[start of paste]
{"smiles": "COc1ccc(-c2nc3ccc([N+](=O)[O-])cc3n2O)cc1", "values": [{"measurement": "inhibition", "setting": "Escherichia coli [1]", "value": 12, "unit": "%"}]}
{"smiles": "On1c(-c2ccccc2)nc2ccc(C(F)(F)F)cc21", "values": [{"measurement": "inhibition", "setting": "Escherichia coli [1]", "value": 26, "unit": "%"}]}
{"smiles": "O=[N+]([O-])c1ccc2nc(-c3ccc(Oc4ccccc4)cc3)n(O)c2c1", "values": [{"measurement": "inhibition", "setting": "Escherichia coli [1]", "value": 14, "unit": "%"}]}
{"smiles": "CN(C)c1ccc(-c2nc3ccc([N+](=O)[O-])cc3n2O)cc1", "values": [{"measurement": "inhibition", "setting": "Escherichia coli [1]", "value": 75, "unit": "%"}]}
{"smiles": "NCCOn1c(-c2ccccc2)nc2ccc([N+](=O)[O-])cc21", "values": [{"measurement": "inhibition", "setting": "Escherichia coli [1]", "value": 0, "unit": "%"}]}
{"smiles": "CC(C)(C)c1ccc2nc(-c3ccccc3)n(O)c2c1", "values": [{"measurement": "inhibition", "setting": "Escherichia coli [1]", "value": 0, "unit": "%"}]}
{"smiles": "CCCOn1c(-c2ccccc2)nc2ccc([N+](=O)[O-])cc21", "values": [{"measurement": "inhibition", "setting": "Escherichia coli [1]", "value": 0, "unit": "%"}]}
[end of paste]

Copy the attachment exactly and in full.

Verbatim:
{"smiles": "COc1ccc(-c2nc3ccc([N+](=O)[O-])cc3n2O)cc1", "values": [{"measurement": "inhibition", "setting": "Escherichia coli [1]", "value": 12, "unit": "%"}]}
{"smiles": "On1c(-c2ccccc2)nc2ccc(C(F)(F)F)cc21", "values": [{"measurement": "inhibition", "setting": "Escherichia coli [1]", "value": 26, "unit": "%"}]}
{"smiles": "O=[N+]([O-])c1ccc2nc(-c3ccc(Oc4ccccc4)cc3)n(O)c2c1", "values": [{"measurement": "inhibition", "setting": "Escherichia coli [1]", "value": 14, "unit": "%"}]}
{"smiles": "CN(C)c1ccc(-c2nc3ccc([N+](=O)[O-])cc3n2O)cc1", "values": [{"measurement": "inhibition", "setting": "Escherichia coli [1]", "value": 75, "unit": "%"}]}
{"smiles": "NCCOn1c(-c2ccccc2)nc2ccc([N+](=O)[O-])cc21", "values": [{"measurement": "inhibition", "setting": "Escherichia coli [1]", "value": 0, "unit": "%"}]}
{"smiles": "CC(C)(C)c1ccc2nc(-c3ccccc3)n(O)c2c1", "values": [{"measurement": "inhibition", "setting": "Escherichia coli [1]", "value": 0, "unit": "%"}]}
{"smiles": "CCCOn1c(-c2ccccc2)nc2ccc([N+](=O)[O-])cc21", "values": [{"measurement": "inhibition", "setting": "Escherichia coli [1]", "value": 0, "unit": "%"}]}